The Artist Rights Caucus of Local 802 wants musicians to be aware of their rights – and their power – in the digital domain. Below, Maria Schneider gives a much-needed explainer on how Google (which owns YouTube) exploits the “safe harbor” provision of the Digital Millennium Copyright Act. To get involved, send an e-mail to email@example.com.
Over the past year, the public has turned up the heat on YouTube over how it manages the billions of videos on its site. We’re fed up with YouTube pretending it can’t manage all of that content while at the same time allowing it to be monetized to the tune of untold billions. YouTube seems perfectly willing to allow its big stars to monetize videos of Japanese “suicide forests” and countless immoral, criminal or unethical videos –until there is a public outcry.
The public is finally starting to demand that YouTube take some proactive steps to control all of the horrific crap that it hosts and profits from. In the recent case of the Christchurch mosque shooting in New Zealand, it seems hard to imagine that YouTube had no way to stop the publication of literally millions of videos showing the carnage from that tragedy.
YouTube’s excuse for not being held accountable for all of the illegal videos on its site is the “safe harbor” clause that was included in the Digital Millennium Copyright Act. The DMCA was passed back in 1998, and drafted before Google even existed – years before YouTube’s birth. Section 512 of the DMCA lays out the “safe harbor.” The basic thinking behind the safe harbor is: “Hey, the companies that are just providing the ‘pipes’ or backbone of the internet should not be held liable for the bad stuff that travels through the pipes.”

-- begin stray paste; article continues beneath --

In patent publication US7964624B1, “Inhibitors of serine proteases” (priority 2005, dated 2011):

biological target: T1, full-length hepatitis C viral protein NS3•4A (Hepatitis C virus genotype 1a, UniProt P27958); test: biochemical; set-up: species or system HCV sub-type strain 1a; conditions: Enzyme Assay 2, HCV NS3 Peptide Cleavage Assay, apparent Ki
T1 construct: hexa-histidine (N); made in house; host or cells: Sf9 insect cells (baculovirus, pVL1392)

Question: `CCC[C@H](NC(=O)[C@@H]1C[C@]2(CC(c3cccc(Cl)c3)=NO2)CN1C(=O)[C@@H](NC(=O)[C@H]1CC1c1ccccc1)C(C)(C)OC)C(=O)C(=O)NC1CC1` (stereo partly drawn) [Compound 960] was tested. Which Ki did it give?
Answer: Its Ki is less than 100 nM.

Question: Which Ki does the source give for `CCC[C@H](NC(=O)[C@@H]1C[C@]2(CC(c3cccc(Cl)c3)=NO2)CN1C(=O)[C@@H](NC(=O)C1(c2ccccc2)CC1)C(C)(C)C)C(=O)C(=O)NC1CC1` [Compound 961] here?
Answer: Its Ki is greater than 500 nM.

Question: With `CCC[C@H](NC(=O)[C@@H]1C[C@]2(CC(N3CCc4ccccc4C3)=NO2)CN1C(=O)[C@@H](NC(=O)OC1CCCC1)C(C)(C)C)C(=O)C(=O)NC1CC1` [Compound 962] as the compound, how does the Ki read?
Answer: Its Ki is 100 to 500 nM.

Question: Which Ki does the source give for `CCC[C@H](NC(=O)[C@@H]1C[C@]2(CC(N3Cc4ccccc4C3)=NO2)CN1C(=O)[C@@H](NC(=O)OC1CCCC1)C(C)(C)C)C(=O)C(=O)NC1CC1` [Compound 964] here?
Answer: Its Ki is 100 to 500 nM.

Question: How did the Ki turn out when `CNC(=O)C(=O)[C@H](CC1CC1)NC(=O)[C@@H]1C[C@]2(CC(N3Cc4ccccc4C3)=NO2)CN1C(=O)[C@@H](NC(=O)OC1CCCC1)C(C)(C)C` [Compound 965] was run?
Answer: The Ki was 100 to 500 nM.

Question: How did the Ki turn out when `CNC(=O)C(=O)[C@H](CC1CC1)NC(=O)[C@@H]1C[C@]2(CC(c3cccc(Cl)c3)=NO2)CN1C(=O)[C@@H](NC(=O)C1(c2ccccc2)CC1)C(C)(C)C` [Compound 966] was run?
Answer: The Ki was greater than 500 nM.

And that’s fair enough, but YouTube does far more than provide the internet “pipes.” It has become the world’s largest music publishing and distribution company. It’s the most powerful media publishing company the world has ever known, and it manipulates each and every one of us with all of the insidious user data it siphons from us all. But despite its total market domination, YouTube still enjoys the protections of this 1998 “safe harbor” from the era of dial-up modems. It is fair to say that the safe harbor clause has been worth untold billions of dollars to Google and YouTube.
YouTube and Google do practically anything in their power to protect this “safe harbor,” even though they outgrew that harbor well over a decade ago. In fact, last year, Congress finally managed to pass FOSTA, the federal act targeting sex trafficking, requiring that sites like Google and YouTube police its content for certain signs of sex trafficking. Believe it or not, Google actually spent millions trying to fight FOSTA. Why would they do that? The answer is easy: Google is afraid that if its safe harbor was pared back under FOSTA, it would establish a precedent that would erode its precious safe harbor status. That Google would blatantly support sex trafficking highlights just how valuable this safe harbor is to them.